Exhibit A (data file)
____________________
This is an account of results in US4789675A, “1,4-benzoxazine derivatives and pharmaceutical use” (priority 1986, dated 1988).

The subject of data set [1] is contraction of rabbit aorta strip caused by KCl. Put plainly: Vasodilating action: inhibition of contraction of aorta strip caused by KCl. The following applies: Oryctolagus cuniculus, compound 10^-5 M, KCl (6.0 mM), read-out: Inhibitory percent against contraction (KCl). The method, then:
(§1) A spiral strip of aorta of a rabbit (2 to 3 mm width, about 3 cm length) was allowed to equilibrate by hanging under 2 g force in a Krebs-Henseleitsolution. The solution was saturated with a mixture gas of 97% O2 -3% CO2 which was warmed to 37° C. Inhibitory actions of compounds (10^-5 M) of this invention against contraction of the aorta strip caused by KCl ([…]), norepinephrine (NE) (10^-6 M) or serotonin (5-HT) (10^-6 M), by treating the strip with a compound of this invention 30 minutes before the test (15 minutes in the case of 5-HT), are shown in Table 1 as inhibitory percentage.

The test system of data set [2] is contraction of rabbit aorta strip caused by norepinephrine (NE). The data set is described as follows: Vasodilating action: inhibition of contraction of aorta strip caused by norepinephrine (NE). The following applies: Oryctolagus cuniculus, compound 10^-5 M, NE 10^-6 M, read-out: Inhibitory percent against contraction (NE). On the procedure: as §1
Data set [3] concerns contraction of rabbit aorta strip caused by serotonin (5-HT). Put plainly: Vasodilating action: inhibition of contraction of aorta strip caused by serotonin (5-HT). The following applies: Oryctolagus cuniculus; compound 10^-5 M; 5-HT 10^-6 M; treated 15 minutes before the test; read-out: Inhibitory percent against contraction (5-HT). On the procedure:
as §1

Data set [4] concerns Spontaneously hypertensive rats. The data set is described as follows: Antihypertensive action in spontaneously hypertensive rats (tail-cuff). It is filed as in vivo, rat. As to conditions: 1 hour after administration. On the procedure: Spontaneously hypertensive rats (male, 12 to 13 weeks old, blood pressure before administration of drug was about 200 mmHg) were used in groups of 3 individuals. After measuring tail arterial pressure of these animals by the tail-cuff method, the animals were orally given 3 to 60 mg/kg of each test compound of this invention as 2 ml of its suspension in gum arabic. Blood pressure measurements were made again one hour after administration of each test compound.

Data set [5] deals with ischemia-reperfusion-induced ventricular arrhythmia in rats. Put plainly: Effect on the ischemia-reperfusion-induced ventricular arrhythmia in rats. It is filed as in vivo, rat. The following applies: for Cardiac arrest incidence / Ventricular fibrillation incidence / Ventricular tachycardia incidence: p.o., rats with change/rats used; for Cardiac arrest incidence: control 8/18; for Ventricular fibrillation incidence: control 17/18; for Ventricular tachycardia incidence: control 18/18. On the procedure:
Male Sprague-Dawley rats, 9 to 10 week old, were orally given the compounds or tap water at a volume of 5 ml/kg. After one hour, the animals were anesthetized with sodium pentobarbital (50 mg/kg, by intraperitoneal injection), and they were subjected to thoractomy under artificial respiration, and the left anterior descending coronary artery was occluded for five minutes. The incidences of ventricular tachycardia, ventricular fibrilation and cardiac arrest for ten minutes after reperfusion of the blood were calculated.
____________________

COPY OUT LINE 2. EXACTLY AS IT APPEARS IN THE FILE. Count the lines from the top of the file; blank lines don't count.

The subject of data set [1] is contraction of rabbit aorta strip caused by KCl. Put plainly: Vasodilating action: inhibition of contraction of aorta strip caused by KCl. The following applies: Oryctolagus cuniculus, compound 10^-5 M, KCl (6.0 mM), read-out: Inhibitory percent against contraction (KCl). The method, then: